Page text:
-- SELECT Shape.STGeometryType() FROM [spatial_01].[dbo].[road]
-- SELECT Shape.STGeometryType() FROM [spatial_01].[dbo].[Parcel]
-- SELECT Shape.STGeometryType() FROM [spatial_01].[dbo].[school_pt]
-- SELECT Shape.STGeometryType() FROM [spatial_01].[dbo].[geology]

-- SELECT Shape.STDimension() FROM [spatial_01].[dbo].[geology]
-- SELECT Shape.STDimension() FROM [spatial_01].[dbo].[road]
-- SELECT Shape.STDimension() FROM [spatial_01].[dbo].[school_pt]

-- SELECT Shape.InstanceOf('Surface') FROM [spatial_01].[dbo].[geology]
-- SELECT Shape.InstanceOf('Polygon') FROM [spatial_01].[dbo].[geology]
-- SELECT Shape.InstanceOf('Curve') FROM [spatial_01].[dbo].[road]
-- SELECT Shape.InstanceOf('LineString') FROM [spatial_01].[dbo].[road]
-- SELECT Shape.InstanceOf('Point') FROM [spatial_01].[dbo].[school_pt]

-- SELECT Shape.STIsSimple() FROM [spatial_01].[dbo].[road]
-- SELECT Shape.STIsSimple() FROM [spatial_01].[dbo].[BldgFoot]

-- SELECT Shape.STIsClosed() FROM [spatial_01].[dbo].[BldgFoot]

-- SELECT Shape.STIsRing() FROM [spatial_01].[dbo].[road]

-- SELECT Shape.STNumPoints() FROM [spatial_01].[dbo].[road]
-- SELECT Shape.STNumPoints() FROM [spatial_01].[dbo].[geology]
-- SELECT Shape.STNumPoints() FROM [spatial_01].[dbo].[school_pt]

-- Find Centroids and blob them out big
-- SELECT Shape.STCentroid().STBuffer(3500) FROM [spatial_01].[dbo].[City]

-- Calculate Perimeter Lengths and sort them out
-- SELECT Shape.STLength() as Shape_len FROM [spatial_01].[dbo].[City] ORDER BY Shape_len

-- Calculate City areas and sort them out
-- SELECT NAME, CAST (Shape.STArea()/1000000 AS INTEGER) as Shape_km2
--   FROM [spatial_01].[dbo].[City] ORDER BY Shape_len
-- Reading the SRID
-- SELECT Shape.STSrid FROM [spatial_01].[dbo].[City]

-- Setting the SRID
-- UPDATE [spatial_01].[dbo].[City] SET Shape.STSrid = 32610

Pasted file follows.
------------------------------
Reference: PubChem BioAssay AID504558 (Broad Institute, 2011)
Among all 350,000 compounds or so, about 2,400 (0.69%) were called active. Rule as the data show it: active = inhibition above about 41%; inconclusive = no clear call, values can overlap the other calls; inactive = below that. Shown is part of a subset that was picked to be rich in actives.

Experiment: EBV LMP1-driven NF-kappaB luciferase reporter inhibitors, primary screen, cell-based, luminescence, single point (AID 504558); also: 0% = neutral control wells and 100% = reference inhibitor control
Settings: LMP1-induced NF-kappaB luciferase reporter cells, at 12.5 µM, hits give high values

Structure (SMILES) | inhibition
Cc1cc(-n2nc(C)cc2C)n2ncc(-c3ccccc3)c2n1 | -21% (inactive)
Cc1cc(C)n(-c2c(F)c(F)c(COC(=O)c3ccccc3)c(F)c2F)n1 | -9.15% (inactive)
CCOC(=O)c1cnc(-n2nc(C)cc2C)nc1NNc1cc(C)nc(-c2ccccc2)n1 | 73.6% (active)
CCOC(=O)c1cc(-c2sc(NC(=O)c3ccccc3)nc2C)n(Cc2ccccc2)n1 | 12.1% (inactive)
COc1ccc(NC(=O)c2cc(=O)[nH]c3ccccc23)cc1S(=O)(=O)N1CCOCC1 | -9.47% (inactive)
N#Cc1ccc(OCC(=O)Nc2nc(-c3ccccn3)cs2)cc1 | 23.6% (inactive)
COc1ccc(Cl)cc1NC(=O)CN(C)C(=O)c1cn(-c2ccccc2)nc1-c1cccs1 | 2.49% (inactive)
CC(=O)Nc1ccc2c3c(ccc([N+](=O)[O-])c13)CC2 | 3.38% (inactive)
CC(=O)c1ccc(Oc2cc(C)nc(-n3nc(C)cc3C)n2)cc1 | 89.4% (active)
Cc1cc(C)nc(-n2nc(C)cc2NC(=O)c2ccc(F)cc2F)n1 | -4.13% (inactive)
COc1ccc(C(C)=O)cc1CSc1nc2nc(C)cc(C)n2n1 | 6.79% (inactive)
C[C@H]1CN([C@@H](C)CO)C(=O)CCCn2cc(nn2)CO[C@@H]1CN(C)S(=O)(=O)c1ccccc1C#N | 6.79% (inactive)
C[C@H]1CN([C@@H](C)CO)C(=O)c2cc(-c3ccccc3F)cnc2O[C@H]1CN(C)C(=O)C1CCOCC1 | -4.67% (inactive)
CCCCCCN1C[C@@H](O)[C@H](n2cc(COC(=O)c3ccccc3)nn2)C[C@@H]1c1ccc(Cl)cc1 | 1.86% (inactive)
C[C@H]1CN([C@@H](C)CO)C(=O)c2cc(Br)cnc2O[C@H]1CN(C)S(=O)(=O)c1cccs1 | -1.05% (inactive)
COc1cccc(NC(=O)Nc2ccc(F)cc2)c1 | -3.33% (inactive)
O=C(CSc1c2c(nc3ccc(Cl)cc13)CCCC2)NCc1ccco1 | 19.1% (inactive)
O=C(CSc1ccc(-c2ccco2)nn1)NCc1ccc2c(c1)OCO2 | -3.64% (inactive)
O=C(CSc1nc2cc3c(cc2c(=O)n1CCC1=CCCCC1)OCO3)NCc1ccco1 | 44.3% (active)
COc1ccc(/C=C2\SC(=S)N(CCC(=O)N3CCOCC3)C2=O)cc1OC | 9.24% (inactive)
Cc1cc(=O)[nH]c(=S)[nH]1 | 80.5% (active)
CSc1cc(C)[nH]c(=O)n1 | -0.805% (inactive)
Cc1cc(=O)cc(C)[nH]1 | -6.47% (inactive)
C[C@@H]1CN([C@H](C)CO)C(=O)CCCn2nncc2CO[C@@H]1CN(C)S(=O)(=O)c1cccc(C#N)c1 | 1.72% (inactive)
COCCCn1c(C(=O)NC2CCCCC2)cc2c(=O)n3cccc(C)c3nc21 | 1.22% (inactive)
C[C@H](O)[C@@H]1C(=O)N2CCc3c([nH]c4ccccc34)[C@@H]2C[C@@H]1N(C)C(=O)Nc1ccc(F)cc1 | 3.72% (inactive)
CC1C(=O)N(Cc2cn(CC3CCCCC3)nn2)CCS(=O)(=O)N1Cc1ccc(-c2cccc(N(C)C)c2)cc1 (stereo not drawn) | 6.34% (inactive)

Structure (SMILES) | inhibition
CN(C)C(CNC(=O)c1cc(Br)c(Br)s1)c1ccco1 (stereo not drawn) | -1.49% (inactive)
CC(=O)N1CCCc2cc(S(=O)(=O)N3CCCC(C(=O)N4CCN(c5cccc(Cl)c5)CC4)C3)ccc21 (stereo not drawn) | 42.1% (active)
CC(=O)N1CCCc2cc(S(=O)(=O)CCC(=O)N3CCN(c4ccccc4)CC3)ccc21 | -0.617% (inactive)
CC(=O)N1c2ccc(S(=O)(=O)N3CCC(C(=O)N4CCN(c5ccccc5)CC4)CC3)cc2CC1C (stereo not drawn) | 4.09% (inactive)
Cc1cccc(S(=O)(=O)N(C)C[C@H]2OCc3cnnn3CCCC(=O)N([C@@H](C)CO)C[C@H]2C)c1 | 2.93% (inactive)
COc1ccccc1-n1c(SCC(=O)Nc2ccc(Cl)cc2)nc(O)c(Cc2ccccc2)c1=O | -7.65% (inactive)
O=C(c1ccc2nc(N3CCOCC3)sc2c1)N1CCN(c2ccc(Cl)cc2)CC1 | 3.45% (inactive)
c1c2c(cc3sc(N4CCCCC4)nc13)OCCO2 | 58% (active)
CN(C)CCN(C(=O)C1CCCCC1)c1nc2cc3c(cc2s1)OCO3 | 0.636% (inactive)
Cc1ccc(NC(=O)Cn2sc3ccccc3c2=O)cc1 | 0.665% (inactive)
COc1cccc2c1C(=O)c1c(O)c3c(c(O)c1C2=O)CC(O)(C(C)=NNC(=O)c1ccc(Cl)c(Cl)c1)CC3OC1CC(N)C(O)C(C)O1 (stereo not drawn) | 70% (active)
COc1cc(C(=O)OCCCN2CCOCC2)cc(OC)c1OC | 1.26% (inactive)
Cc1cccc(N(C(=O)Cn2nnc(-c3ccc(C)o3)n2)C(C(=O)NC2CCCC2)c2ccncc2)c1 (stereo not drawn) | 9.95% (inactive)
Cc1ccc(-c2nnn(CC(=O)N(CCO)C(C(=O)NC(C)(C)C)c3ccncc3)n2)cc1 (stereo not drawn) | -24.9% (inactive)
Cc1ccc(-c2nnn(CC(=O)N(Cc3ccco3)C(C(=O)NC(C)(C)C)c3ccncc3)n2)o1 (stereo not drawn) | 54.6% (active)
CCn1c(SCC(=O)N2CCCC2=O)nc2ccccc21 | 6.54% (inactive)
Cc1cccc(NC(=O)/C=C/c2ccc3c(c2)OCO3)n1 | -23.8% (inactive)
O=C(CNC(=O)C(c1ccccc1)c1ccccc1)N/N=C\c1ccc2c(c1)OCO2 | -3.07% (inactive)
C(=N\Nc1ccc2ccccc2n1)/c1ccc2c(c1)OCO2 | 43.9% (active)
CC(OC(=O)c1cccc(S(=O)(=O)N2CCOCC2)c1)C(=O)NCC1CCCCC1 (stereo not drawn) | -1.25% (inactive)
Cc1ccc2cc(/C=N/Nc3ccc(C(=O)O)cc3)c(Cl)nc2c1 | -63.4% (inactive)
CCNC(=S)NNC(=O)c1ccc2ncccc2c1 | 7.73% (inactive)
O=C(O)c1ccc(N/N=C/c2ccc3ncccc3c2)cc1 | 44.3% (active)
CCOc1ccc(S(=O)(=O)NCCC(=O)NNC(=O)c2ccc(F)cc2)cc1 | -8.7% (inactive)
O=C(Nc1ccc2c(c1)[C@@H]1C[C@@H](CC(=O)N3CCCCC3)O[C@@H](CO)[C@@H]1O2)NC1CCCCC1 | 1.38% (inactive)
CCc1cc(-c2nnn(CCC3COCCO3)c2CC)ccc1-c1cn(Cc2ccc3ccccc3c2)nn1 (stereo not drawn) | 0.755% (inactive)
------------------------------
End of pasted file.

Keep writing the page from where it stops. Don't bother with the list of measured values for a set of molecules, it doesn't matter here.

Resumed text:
-- SELECT Shape.STSrid FROM [spatial_01].[dbo].[City]

-- oops, that's wrong, let's set it back to 2768
-- UPDATE [spatial_01].[dbo].[City] SET Shape.STSrid = 2768
-- SELECT Shape.STSrid FROM [spatial_01].[dbo].[City]

-- counting elements
-- SELECT SUM(Shape.STNumGeometries()) FROM [spatial_01].[dbo].[City]
-- SELECT SUM(Shape.STNumGeometries()) FROM [spatial_01].[dbo].[school_pt]
-- SELECT SUM(Shape.STNumGeometries()) FROM [spatial_01].[dbo].[geology]
-- SELECT SUM(Shape.STNumGeometries()) FROM [spatial_01].[dbo].[road]
-- SELECT SUM(Shape.STNumGeometries()) FROM [spatial_01].[dbo].[Parcel]
-- SELECT SUM(Shape.STNumGeometries()) FROM [spatial_01].[dbo].[BldgFoot]

-- Geometric Difference between cities and their own 3500-meter centroid blobs
-- SELECT Shape.STDifference(Shape.STCentroid().STBuffer(3500)) FROM [spatial_01].[dbo].[City]

-- Geometric Symmetric Difference between cities and their own 3500-meter centroid blobs
-- SELECT Shape.STSymDifference(Shape.STCentroid().STBuffer(3500)) FROM [spatial_01].[dbo].[City]

-- Creating 50-foot Buffer around roads
-- SELECT Shape.STBuffer(50) FROM [spatial_01].[dbo].[road]

-- Simplified Buffer around roads, tolerance 8 feet
-- SELECT Shape.BufferWithTolerance(50, 8, 'false') FROM [spatial_01].[dbo].[road]

-- Create convex hull around schools
--SELECT Shape.STConvexHull() FROM spatial_01.dbo.school_pt

-- buffer parcels
-- SELECT Shape.STBuffer(300) AS Shape INTO pcl_seed FROM parcel where Prop_ID = '001-001-01'
-- select * from pcl_seed  -- to verify the selection
-- SELECT Prop_ID, a.Shape FROM spatial_01.dbo.parcel a, spatial_01.dbo.pcl_seed b
--   WHERE a.Shape.STIntersects(b.Shape) = 1